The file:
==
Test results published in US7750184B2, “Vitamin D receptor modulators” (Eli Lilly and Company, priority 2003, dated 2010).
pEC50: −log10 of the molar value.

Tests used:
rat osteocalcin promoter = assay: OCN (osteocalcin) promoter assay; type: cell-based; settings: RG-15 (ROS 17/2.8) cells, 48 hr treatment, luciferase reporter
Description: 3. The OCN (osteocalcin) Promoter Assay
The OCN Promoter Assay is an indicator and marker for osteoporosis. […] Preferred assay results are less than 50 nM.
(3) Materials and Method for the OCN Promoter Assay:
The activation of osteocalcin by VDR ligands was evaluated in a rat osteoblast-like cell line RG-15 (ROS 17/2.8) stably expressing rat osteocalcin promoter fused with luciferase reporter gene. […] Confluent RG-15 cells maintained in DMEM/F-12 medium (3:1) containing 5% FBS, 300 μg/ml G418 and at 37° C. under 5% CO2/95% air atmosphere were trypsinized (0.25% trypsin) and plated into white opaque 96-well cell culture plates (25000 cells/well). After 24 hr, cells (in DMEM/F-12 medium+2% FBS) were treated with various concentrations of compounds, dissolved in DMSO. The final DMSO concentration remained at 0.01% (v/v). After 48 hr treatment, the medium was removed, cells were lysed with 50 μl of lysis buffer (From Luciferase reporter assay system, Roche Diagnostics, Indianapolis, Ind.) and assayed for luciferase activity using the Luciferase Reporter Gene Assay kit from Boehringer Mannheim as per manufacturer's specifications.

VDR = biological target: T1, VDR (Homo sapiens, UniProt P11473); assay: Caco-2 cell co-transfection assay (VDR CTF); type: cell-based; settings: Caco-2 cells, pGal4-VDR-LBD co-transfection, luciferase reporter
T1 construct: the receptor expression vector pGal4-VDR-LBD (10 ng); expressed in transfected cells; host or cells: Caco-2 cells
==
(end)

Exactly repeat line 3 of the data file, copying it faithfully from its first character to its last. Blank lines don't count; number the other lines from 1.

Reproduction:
Tests used: